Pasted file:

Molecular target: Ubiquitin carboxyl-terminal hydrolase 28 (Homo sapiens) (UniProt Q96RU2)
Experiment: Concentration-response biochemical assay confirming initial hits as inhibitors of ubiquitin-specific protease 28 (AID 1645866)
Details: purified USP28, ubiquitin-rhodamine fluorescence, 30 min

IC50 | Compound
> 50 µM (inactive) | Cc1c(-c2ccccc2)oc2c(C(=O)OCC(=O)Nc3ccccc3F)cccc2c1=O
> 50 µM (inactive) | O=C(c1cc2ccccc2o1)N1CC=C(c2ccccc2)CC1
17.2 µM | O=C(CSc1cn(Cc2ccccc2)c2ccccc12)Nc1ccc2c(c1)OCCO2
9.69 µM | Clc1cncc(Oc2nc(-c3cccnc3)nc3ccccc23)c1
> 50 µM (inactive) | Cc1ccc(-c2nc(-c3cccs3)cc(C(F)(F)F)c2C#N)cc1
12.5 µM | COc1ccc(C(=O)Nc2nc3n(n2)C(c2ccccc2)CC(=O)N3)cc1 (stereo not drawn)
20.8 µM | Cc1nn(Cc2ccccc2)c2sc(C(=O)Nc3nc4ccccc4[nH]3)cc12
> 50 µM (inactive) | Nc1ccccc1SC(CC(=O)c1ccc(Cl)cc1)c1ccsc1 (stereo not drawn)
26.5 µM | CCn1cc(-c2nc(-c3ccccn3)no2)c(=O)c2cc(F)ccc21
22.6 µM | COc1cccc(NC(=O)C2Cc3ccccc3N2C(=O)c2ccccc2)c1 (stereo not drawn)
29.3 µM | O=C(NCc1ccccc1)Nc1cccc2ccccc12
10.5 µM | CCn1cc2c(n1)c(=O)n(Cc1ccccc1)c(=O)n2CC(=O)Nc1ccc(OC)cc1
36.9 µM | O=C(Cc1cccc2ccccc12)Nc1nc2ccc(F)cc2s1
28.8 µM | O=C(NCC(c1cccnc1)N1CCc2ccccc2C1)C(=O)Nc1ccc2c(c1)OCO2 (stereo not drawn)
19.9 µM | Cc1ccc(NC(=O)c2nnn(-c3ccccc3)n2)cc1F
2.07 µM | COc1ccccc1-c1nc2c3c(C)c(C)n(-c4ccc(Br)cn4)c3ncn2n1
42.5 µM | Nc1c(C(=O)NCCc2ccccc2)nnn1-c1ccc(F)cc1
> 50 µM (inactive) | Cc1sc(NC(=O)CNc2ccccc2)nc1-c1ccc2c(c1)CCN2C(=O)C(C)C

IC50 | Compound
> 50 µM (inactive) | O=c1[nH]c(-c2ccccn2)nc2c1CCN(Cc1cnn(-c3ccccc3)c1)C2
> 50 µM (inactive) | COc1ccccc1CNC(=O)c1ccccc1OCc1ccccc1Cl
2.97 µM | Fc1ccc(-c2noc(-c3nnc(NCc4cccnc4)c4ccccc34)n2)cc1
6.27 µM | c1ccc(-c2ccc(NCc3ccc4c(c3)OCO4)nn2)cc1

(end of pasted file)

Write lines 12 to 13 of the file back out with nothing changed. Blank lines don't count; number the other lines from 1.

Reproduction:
> 50 µM (inactive) | Nc1ccccc1SC(CC(=O)c1ccc(Cl)cc1)c1ccsc1 (stereo not drawn)
26.5 µM | CCn1cc(-c2nc(-c3ccccn3)no2)c(=O)c2cc(F)ccc21